Cupping Therapy and Its Benefits

Medically Reviewed by Shruthi N, MD on July 09, 2024
9 min read

Cupping therapy is an ancient form of alternative medicine where a therapist puts special cups on your skin for a few minutes to create suction. The idea is to draw blood to or away from parts of your body. People get it for many reasons, such as pain and inflammation relief, relaxation and well-being, and as a type of deep-tissue massage.

The cups may be made of:

  • Glass
  • Bamboo
  • Earthenware
  • Silicone
  • Plastic

History of cupping therapy

Cupping therapy might be trendy now, but it’s not new. It dates back to ancient Egyptian, Chinese, and Middle Eastern cultures. One of the oldest medical textbooks in the world, the Ebers Papyrus from 1550 B.C., describes how the ancient Egyptians used cupping therapy for treating fever, pain, vertigo, menstrual problems, and other ailments.

The Egyptians introduced cupping to the ancient Greeks who used it as a cure for almost every illness. In traditional Chinese medicine, it's closely linked to acupuncture. The Islamic Prophet Muhammad also recommended cupping in his writings, where he called it hijama

Originally, hollowed-out animal horns were used to treat boils and suck out venom from snake bites. Eventually, horns were replaced by bamboo and then by glass cups.

Cupping was used widely in Europe and America until the 1800s, when it fell out of favor as the practice of medicine became more scientific and focused on treating illnesses from the inside out. 

People in several countries still practice cupping. Many Americans first became aware of it after seeing purplish circles on the body of swimmer Michael Phelps during the 2016 Olympics.

The two main types of cupping are:

  • Dry
  • Wet

For either type, in the traditional method (fire cupping), your healer puts a flammable substance such as alcohol, herbs, or paper, inside a cup and sets it on fire. As the fire goes out, they put the cup upside down on your skin.

When the air inside the cup cools, it creates a vacuum. This causes your skin to rise and redden as your blood vessels expand. 

A modern version of cupping uses a rubber pump instead of fire to create a vacuum inside the cup. 

Dry cupping therapy

Dry cupping is simple and is the preferred method in the West because it's easy to do and doesn't involve blood. The therapist just applies the cups to your skin, compressing them with their hands, a pump, or a flame if using glass cups. (They may apply lotion first). They leave the cups in place for 5-10 minutes. You can have this therapy done as often as once or twice a week.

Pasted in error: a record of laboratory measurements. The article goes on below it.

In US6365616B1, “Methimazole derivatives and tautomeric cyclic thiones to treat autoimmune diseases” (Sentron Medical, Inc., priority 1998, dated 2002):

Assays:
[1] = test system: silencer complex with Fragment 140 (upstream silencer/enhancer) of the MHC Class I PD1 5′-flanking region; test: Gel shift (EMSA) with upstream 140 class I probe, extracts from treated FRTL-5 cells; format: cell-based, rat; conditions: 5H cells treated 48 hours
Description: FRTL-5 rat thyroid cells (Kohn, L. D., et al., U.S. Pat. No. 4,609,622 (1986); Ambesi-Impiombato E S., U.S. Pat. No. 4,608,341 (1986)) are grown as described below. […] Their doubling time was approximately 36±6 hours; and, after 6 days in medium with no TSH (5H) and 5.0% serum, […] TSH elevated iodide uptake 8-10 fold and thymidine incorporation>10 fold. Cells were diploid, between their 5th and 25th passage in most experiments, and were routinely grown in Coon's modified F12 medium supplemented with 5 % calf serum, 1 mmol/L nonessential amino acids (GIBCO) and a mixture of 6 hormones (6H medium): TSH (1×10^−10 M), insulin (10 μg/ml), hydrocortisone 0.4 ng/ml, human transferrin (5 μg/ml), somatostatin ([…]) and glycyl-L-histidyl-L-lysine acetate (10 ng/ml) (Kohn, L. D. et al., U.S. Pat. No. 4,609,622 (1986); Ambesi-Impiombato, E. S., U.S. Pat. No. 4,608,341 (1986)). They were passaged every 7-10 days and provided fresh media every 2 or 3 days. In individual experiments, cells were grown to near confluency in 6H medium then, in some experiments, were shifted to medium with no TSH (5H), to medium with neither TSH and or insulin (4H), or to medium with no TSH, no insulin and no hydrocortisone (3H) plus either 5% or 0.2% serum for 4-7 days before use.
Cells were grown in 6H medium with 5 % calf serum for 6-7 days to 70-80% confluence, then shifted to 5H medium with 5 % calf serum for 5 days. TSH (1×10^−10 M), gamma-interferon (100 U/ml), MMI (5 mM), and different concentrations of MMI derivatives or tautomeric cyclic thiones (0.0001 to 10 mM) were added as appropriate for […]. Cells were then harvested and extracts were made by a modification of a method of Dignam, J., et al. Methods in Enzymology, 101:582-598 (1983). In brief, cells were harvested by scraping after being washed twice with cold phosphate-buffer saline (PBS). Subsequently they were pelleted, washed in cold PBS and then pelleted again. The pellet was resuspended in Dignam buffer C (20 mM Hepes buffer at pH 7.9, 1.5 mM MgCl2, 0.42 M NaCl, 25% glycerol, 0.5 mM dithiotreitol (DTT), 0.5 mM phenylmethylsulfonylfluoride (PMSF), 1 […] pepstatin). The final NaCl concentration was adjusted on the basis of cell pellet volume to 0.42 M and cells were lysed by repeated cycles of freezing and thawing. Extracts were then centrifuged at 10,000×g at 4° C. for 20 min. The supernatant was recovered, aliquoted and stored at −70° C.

Dry cupping may be combined with a massage. This is called massage cupping or running cupping. Your therapist puts lotion or oil on your skin and moves silicone cups back and forth, up and down, or in circles on your skin for a massage-like effect.

Dry cupping is meant to increase blood flow while removing fluids and toxins from the area being treated. The fluids are said to have high levels of substances related to diseases.

Wet cupping therapy

In wet cupping, your therapist first creates a mild suction by leaving a cup on your back for about 3 minutes. They remove the cup and use a small scalpel to make light, tiny cuts on your skin. Next, they do a second suction to draw out a small quantity of blood. They might leave those cups in place for 10-15 minutes.

The idea is the cuts attract inflammatory cells and cause the release of natural pain relievers and mood enhancers called endogenous opioids. These help your body fight infections and maintain immunity.

You might get three to five cups in your first session. Or you might just try one to see how it goes. It’s rare to get more than five to seven cups, the British Cupping Society notes.

After treatment, you'll get an antibiotic ointment and bandage to prevent infection. Your skin should look normal again within 10 days. You can repeat wet cupping every 4-8 weeks.

Wet cupping can also be done in a two-step version where your therapist doesn't start with suction but first makes cuts in the skin and then applies the suction cups.

It's not exactly clear how cupping works to ease pain and cure diseases, though there are several theories. There haven’t been many scientific studies on cupping.

One report, published in 2015 in the Journal of Traditional and Complementary Medicine, notes that it could help with acne, herpes zoster, and pain management. But the researchers said many of the studies they reviewed could have been biased and that better studies were needed.

Cupping therapy is used to treat:

The National Center for Complementary and Integrative Health says there's not enough high-quality research to determine whether cupping can be used for all these conditions.

Cupping for pain management

The "pain-gate" theory says that the touch and pressure from cupping stimulate large nerve fibers, which results in the blocking of pain signals to the brain sent by other nerves. The gate control system is in our spinal cords. So, activating these nerve fibers can block pain transmission.

Does it work? One 2023 review of existing studies found that cupping seemed effective for managing chronic pain, knee osteoarthritis, low back pain, neck pain, chronic back pain, and herpes zoster. But the studies were all of low to moderate quality. In general, experts see cupping as something that should complement conventional medicine rather than replace it.

Cupping for acne

In the immune system theory, cupping can reduce inflammatory substances and increase the production of substances to improve your immune system. Cupping may also boost your body's antioxidant processes. So, cupping might be able to help with skin conditions. One Iranian study compared two groups of people. One got acne medicine along with wet cupping, while the other got acne medicine and "sham cupping" (a device that felt like real cupping but had a tiny hole). The group that got the medicine and the wet cupping showed more improvement than the control group.

Cupping with acupuncture

Some people get "needle cupping," where the therapist first inserts acupuncture needles and then puts cups over them. The idea is that the cupping loosens muscles while the needles relieve the pain. One study showed that ear acupuncture combined with cupping therapy was more effective in treating chronic back pain than treatment using only ear acupuncture.